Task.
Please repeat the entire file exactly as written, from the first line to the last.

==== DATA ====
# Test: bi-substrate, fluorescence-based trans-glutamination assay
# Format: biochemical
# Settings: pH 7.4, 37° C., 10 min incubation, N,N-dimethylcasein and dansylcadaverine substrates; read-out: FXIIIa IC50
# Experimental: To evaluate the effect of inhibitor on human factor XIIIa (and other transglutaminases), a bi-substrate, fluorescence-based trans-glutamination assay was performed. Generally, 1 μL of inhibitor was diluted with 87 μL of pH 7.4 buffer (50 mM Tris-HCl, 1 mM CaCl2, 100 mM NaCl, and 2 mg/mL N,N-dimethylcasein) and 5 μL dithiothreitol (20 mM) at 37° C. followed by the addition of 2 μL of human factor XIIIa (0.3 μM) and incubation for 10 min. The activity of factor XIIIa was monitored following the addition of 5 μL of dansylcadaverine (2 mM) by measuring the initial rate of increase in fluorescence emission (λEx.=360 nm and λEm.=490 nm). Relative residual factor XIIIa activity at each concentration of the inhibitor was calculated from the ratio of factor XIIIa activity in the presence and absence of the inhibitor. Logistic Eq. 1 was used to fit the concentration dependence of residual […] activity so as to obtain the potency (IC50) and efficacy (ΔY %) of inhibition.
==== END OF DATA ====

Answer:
# Test: bi-substrate, fluorescence-based trans-glutamination assay
# Format: biochemical
# Settings: pH 7.4, 37° C., 10 min incubation, N,N-dimethylcasein and dansylcadaverine substrates; read-out: FXIIIa IC50
# Experimental: To evaluate the effect of inhibitor on human factor XIIIa (and other transglutaminases), a bi-substrate, fluorescence-based trans-glutamination assay was performed. Generally, 1 μL of inhibitor was diluted with 87 μL of pH 7.4 buffer (50 mM Tris-HCl, 1 mM CaCl2, 100 mM NaCl, and 2 mg/mL N,N-dimethylcasein) and 5 μL dithiothreitol (20 mM) at 37° C. followed by the addition of 2 μL of human factor XIIIa (0.3 μM) and incubation for 10 min. The activity of factor XIIIa was monitored following the addition of 5 μL of dansylcadaverine (2 mM) by measuring the initial rate of increase in fluorescence emission (λEx.=360 nm and λEm.=490 nm). Relative residual factor XIIIa activity at each concentration of the inhibitor was calculated from the ratio of factor XIIIa activity in the presence and absence of the inhibitor. Logistic Eq. 1 was used to fit the concentration dependence of residual […] activity so as to obtain the potency (IC50) and efficacy (ΔY %) of inhibition.